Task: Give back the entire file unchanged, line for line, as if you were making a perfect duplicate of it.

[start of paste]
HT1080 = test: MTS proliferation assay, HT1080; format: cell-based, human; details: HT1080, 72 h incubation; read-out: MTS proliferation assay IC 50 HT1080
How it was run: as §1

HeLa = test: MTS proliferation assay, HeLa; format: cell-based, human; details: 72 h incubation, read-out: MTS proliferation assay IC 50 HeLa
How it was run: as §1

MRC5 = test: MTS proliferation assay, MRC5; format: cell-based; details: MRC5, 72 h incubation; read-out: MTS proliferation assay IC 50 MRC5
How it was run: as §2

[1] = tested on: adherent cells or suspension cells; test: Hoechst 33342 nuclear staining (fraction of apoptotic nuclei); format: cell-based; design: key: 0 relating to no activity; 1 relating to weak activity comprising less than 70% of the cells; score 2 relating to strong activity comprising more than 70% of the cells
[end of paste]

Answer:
HT1080 = test: MTS proliferation assay, HT1080; format: cell-based, human; details: HT1080, 72 h incubation; read-out: MTS proliferation assay IC 50 HT1080
How it was run: as §1

HeLa = test: MTS proliferation assay, HeLa; format: cell-based, human; details: 72 h incubation, read-out: MTS proliferation assay IC 50 HeLa
How it was run: as §1

MRC5 = test: MTS proliferation assay, MRC5; format: cell-based; details: MRC5, 72 h incubation; read-out: MTS proliferation assay IC 50 MRC5
How it was run: as §2

[1] = tested on: adherent cells or suspension cells; test: Hoechst 33342 nuclear staining (fraction of apoptotic nuclei); format: cell-based; design: key: 0 relating to no activity; 1 relating to weak activity comprising less than 70% of the cells; score 2 relating to strong activity comprising more than 70% of the cells